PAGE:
“By creating a partnership, so that everyone is committed to solving the problem, bullying behavior can be alleviated,” she says.

The goal of the NEA’s program is to educate the community on what bullying is and how to address it. Teaching people that bullying will not be tolerated is the first step. The NEA program strives to help the whole school and community handle this issue, so training is not just for the principals or the teachers, but also the housekeeping staff, as well as the superintendent and other individuals within the overall community.

“With everyone involved, the bully has no place to hide,” Ms. Barker explained. Full story.

Peaceful Schools Project tackles bullying, “child abuse” by peers
Schools ignore the problem of classroom bullies at their peril, say Menninger Clinic researchers.

Bullying is a pervasive behavior problem with profound and long-range consequences that can influence and shape the lives of young children. Bullies have been linked with school shootings and child and adolescent suicides.

Interrupting the tendencies of bullies and their victims is important and possible, said Stuart Twemlow, MD, a Menninger psychiatrist and an international authority on community and school violence.

“Bullying is nothing but child abuse by peers,” said Menninger Child & Family Center Director Peter Fonagy, PhD, an internationally recognized authority in infant and child development.

“In a typical Midwest school, 88 percent of the children are likely to observe bullying, and 77 percent are likely to be victims of it at one time or another. Bullying leads to violent crime. Sixty percent of playground bullies will have a criminal conviction by age 24, and 90 percent of young offenders were themselves found to be victims of bullying.’’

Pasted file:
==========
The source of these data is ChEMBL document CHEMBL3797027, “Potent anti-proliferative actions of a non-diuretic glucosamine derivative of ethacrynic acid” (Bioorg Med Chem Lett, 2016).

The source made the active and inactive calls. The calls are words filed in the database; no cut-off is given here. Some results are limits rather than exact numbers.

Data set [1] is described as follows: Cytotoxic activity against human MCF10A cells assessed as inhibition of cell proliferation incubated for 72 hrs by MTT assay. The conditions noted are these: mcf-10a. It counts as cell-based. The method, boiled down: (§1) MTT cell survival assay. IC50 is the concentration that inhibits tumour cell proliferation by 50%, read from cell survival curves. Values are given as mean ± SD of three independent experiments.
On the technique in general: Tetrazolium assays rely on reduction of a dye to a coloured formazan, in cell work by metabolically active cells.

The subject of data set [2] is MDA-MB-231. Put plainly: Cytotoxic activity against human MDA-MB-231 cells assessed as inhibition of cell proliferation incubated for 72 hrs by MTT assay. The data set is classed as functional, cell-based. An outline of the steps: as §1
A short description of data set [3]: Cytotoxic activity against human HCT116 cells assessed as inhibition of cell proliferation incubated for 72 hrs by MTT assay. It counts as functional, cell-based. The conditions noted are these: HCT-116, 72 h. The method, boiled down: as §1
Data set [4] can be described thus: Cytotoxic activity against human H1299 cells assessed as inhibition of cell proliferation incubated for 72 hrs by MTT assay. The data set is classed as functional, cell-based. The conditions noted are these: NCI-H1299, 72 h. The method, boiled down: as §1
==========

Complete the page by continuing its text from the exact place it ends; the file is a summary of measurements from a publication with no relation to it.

“In more than two thirds of school shootings,” Drs. Twemlow and Fonagy wrote in a published paper on threat assessments, “there was clear and obvious bullying by social groups and individuals. The larger social and environmental issues involved in school shootings include factors such as easy access to violent and hate-laden media, weaponry and information on strategies for terrorist attacks. Less frequently noted is the school’s response to fixed patterns of teasing, ostracism and bullying among various groups in the school. A school climate that tolerates physical and relational aggression, especially by popular groups such as athletes or economic elites, is at high risk for violence.”

… From a three-year, ongoing study known as the Peaceful Schools Project, Menninger researchers have devised an integrated set of low-cost school violence prevention techniques developed under the rigorous scrutiny of scientific evaluation. Since so few programs develop their interventions relying on evidence based on randomized, controlled studies, the ongoing Peaceful Schools Project is believed to be the most ambitious privately-funded study of its kind. Full story.

Related link:
Addressing, blocking and curbing aggression in schools